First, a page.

The Grey Man's Writing Is Predictably Blue; Ex-Prime Minister John Major Has Put His Staid Image Behind Him and Written Bitter Memoirs on His Political Career. Don't Be Surprised, Says Chief Feature Writer Jason Beattie, He's Just Following a Long Line of Distinguished Tory Backstabbers
Beattie, Jason, The Birmingham Post (England)
So even the most honourable are fallible. The quality of dignity, articulated better than most by the former Prime Minister John Major, can be vanquished by pride and avarice.
But surely not in John's case? Oh no John, no John, no! Not you as well, the man we thought was too dull, too respecting to fall for the opportunity to vent his petty spleen and nurtured bitterness in print.
If you can succumb to publisher's millions, if you are too feeble to keep your discretion, then what hope is there for the rest of the weak-willed politicians who litter the corridors of Westminster?
The draw-bridge of self-respect, which has been buckling under the pressure of tittle-tattle masquerading as political memoir, has finally crashed open to allow any peevish minister or opportunistic MP to hawk their gossip around the public arena.
We expect such things of faded movie stars lured out of insignificance by the Max Cliffords who peddle such kiss-and-tell tales around the tabloids like modern-day Autolycuses snapping up other people's unconsidered trifles.
But politicians? Do they have to fall for the quick buck? Do they have to tap their bilious veins so the vampires of Wapping can feed on sullied blood?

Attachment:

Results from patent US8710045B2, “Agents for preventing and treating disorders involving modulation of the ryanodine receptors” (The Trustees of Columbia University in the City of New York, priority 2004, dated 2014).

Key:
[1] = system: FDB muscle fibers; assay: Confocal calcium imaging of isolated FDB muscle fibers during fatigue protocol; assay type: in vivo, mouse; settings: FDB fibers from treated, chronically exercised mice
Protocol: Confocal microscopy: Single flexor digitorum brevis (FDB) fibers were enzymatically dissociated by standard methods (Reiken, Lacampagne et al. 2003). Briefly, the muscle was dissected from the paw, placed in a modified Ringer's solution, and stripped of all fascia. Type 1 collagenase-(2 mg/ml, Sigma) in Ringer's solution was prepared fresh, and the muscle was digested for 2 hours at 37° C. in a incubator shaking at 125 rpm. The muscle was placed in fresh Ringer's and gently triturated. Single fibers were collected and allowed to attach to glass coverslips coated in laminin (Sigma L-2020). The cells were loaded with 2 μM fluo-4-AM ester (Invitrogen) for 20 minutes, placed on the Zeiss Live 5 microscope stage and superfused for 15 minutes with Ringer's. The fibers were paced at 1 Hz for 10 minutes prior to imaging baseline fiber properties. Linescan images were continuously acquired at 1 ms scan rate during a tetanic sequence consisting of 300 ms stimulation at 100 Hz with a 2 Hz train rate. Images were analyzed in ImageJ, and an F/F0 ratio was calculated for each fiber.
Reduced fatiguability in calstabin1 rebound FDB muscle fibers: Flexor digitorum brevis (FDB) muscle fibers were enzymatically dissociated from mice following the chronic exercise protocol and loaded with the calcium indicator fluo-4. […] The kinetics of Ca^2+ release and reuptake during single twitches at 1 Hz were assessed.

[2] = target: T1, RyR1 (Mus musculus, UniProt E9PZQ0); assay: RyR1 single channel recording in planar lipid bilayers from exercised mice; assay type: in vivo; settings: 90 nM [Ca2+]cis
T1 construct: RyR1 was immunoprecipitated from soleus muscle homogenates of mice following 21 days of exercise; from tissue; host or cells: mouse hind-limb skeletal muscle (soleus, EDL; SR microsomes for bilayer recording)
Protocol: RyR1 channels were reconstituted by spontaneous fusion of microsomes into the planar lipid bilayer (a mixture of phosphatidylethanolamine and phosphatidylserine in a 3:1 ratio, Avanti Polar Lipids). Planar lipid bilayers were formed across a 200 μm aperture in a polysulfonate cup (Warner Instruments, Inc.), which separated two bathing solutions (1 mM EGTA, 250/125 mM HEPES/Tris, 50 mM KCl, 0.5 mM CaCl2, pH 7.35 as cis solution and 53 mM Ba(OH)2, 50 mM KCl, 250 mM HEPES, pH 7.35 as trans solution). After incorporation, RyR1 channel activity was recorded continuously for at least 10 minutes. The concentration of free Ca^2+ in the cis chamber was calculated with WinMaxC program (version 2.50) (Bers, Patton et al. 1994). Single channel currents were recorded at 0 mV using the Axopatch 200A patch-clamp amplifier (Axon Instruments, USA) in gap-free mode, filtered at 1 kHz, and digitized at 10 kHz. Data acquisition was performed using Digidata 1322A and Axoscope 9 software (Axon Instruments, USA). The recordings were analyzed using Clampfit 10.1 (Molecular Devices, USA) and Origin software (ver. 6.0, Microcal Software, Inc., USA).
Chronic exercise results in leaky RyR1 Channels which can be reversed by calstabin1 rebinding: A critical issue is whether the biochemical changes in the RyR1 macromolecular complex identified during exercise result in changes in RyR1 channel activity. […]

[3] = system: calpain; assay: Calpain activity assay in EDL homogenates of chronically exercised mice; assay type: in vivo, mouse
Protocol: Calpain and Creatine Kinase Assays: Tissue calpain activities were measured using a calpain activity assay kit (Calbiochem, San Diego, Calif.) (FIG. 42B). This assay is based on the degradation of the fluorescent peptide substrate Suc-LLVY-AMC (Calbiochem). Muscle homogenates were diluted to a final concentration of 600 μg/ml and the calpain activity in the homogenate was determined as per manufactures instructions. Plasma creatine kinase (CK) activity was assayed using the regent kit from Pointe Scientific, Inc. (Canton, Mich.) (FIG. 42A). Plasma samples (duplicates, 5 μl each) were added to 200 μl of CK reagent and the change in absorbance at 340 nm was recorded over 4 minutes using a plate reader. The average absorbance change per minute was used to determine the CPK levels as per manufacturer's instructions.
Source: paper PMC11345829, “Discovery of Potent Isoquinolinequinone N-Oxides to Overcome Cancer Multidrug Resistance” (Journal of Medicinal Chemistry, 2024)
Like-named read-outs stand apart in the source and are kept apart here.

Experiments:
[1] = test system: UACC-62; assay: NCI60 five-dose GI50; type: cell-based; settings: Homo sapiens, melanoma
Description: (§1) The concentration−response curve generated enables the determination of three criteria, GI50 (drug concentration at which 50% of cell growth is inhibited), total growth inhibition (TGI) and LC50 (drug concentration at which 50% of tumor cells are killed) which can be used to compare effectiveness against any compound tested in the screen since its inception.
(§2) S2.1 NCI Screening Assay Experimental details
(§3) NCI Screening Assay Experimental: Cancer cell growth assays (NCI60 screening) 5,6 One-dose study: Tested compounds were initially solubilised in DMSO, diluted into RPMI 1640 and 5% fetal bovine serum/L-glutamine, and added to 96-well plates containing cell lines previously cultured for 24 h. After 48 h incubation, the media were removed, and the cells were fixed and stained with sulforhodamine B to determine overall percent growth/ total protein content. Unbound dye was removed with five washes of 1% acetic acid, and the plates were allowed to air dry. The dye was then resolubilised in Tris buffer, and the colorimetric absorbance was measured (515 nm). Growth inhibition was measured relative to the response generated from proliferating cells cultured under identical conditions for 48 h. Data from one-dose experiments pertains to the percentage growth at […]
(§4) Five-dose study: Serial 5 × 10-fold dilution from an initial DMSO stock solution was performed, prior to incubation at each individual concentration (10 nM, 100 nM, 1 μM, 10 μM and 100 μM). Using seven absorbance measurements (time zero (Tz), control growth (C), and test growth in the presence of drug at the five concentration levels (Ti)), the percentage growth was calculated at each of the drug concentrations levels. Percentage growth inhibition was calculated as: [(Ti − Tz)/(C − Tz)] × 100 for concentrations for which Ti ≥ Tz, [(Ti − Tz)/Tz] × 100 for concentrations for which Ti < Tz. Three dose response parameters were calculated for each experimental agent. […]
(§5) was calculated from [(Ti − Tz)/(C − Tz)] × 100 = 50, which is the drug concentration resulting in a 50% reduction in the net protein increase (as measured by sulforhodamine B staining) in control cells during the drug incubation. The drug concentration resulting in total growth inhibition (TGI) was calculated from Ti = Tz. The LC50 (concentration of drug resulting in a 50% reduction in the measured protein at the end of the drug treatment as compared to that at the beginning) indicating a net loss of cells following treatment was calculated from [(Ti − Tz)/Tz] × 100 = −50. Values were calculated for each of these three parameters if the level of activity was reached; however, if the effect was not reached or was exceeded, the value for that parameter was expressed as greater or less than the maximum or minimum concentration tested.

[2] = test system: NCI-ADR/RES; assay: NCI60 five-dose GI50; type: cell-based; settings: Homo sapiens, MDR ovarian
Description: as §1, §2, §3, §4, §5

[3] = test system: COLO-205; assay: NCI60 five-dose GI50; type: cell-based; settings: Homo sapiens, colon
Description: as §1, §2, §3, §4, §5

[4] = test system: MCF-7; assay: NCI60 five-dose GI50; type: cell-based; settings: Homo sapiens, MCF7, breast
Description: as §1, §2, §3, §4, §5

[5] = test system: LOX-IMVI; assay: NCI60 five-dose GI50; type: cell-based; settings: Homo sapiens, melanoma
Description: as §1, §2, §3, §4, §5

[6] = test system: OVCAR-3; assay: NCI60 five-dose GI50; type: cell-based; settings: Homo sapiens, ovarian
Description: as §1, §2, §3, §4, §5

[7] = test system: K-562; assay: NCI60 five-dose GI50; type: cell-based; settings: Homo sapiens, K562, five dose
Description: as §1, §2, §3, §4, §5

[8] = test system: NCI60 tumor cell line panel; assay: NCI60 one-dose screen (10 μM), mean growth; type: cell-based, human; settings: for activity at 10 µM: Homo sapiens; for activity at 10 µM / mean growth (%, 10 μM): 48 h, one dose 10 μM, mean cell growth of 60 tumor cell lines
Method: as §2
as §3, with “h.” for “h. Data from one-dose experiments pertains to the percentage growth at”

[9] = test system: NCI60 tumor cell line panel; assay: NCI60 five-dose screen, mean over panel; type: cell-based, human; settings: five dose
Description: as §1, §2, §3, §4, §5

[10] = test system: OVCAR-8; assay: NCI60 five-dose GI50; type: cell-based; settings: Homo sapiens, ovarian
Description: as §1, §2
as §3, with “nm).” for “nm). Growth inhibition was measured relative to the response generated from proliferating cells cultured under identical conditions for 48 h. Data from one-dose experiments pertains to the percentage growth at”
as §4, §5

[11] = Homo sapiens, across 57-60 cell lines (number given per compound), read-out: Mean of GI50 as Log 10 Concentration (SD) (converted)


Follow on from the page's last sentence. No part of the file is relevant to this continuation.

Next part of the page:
Accusations and recriminations have come dripping from Mr Major's pen. As is befitting of a man who turned greyness into an art form, they are not the most poetic of words but they are no less incendiary for that. A fire does not discriminate about the type of wood on which it feasts.
Speaking of his predecessor, Baroness Thatcher, Mr Major says: "In retrospect, I think her behaviour was intolerable."
Champagne corks must have popped at Harper Collins. The newspaper which bought the serial rights must have held an impromptu jig. The bright young producers at the BBC, which is producing a programme to accompany the launch of Mr Major's book, will be cock-a-hoop.
Far from being a pretender to the crown of Sir Norman Fowler, who was anointed king of ennui for writing the dullest autobiography in history, Ministers Decide, the Brixton boy has defied the odds and written something approaching interesting.
Imagine, if you can, Mr Major wearing a sari and you will have some idea of the shock of his remarks. It's just not a Majorish thing to do. He watches cricket, speaks kindly to people, puts on a brave face when his son marries a game-show hostess and indulges Norma in her love of opera. He does not normally make remarks of substance.
Why has he done it? It may be because he is a Tory. Despite being the party of gentlemen and good manners it would appear its members are incapable of withdrawing from the battle with dignity.
Labour is free from this insidious virus. Tony Blair has never publicly attacked Neil Kinnock (he actually embraced the cause of Labour's election woes on May 1, 1997), Mr Kinnock has never poured scorn on Michael Foot nor has Jim Callaghan ridiculed the failings of Harold Wilson.
For all the socialist party's faults, and there are many, their leaders manage to leave the centre stage with some grace.
The Conservatives, on the other hand, bear more grudges and exercise more vendettas than The Sopranos. No slight is too small to be overlooked, no jibe too petty to be forgotten when the time comes to dip your quill in the poisoned ink.
Edward Heath has spent his whole post-Prime Ministerial life carping and caterwauling about the excesses of Margaret Thatcher. …